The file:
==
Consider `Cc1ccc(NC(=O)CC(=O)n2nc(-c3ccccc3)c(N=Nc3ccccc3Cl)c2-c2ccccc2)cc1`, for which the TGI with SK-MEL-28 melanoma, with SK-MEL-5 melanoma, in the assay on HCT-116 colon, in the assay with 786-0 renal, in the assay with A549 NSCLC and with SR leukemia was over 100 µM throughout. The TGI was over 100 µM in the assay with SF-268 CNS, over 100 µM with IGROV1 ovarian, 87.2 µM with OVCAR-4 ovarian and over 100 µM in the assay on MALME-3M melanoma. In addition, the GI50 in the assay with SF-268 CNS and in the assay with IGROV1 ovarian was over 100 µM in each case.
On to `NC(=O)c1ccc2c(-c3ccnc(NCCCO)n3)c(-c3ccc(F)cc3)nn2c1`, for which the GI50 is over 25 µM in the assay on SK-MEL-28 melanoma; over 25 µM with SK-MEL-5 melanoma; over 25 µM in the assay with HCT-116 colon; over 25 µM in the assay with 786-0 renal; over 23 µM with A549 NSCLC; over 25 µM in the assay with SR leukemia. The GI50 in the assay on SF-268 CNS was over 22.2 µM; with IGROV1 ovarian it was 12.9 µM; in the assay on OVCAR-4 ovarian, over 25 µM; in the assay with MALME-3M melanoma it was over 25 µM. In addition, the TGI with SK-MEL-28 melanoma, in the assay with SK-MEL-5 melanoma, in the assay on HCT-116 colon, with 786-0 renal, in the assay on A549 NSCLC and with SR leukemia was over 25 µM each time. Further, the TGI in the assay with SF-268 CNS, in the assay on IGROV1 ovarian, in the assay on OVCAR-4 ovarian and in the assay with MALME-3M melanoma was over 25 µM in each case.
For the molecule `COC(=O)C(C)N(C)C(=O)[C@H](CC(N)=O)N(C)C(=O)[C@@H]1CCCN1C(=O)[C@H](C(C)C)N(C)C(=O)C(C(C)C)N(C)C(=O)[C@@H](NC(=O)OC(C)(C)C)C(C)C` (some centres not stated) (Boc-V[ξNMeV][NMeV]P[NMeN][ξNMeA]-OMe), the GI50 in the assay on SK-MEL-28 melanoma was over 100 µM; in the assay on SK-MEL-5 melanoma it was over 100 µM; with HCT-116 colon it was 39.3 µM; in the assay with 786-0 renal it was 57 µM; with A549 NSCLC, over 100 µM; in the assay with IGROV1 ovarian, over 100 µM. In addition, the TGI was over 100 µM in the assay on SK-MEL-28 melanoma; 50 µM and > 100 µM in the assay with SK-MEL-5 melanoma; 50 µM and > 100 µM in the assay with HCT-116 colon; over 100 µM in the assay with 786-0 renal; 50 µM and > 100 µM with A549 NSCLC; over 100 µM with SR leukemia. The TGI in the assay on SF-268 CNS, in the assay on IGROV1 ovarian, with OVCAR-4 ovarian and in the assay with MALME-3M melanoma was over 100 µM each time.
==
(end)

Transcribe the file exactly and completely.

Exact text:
Consider `Cc1ccc(NC(=O)CC(=O)n2nc(-c3ccccc3)c(N=Nc3ccccc3Cl)c2-c2ccccc2)cc1`, for which the TGI with SK-MEL-28 melanoma, with SK-MEL-5 melanoma, in the assay on HCT-116 colon, in the assay with 786-0 renal, in the assay with A549 NSCLC and with SR leukemia was over 100 µM throughout. The TGI was over 100 µM in the assay with SF-268 CNS, over 100 µM with IGROV1 ovarian, 87.2 µM with OVCAR-4 ovarian and over 100 µM in the assay on MALME-3M melanoma. In addition, the GI50 in the assay with SF-268 CNS and in the assay with IGROV1 ovarian was over 100 µM in each case.
On to `NC(=O)c1ccc2c(-c3ccnc(NCCCO)n3)c(-c3ccc(F)cc3)nn2c1`, for which the GI50 is over 25 µM in the assay on SK-MEL-28 melanoma; over 25 µM with SK-MEL-5 melanoma; over 25 µM in the assay with HCT-116 colon; over 25 µM in the assay with 786-0 renal; over 23 µM with A549 NSCLC; over 25 µM in the assay with SR leukemia. The GI50 in the assay on SF-268 CNS was over 22.2 µM; with IGROV1 ovarian it was 12.9 µM; in the assay on OVCAR-4 ovarian, over 25 µM; in the assay with MALME-3M melanoma it was over 25 µM. In addition, the TGI with SK-MEL-28 melanoma, in the assay with SK-MEL-5 melanoma, in the assay on HCT-116 colon, with 786-0 renal, in the assay on A549 NSCLC and with SR leukemia was over 25 µM each time. Further, the TGI in the assay with SF-268 CNS, in the assay on IGROV1 ovarian, in the assay on OVCAR-4 ovarian and in the assay with MALME-3M melanoma was over 25 µM in each case.
For the molecule `COC(=O)C(C)N(C)C(=O)[C@H](CC(N)=O)N(C)C(=O)[C@@H]1CCCN1C(=O)[C@H](C(C)C)N(C)C(=O)C(C(C)C)N(C)C(=O)[C@@H](NC(=O)OC(C)(C)C)C(C)C` (some centres not stated) (Boc-V[ξNMeV][NMeV]P[NMeN][ξNMeA]-OMe), the GI50 in the assay on SK-MEL-28 melanoma was over 100 µM; in the assay on SK-MEL-5 melanoma it was over 100 µM; with HCT-116 colon it was 39.3 µM; in the assay with 786-0 renal it was 57 µM; with A549 NSCLC, over 100 µM; in the assay with IGROV1 ovarian, over 100 µM. In addition, the TGI was over 100 µM in the assay on SK-MEL-28 melanoma; 50 µM and > 100 µM in the assay with SK-MEL-5 melanoma; 50 µM and > 100 µM in the assay with HCT-116 colon; over 100 µM in the assay with 786-0 renal; 50 µM and > 100 µM with A549 NSCLC; over 100 µM with SR leukemia. The TGI in the assay on SF-268 CNS, in the assay on IGROV1 ovarian, with OVCAR-4 ovarian and in the assay with MALME-3M melanoma was over 100 µM each time.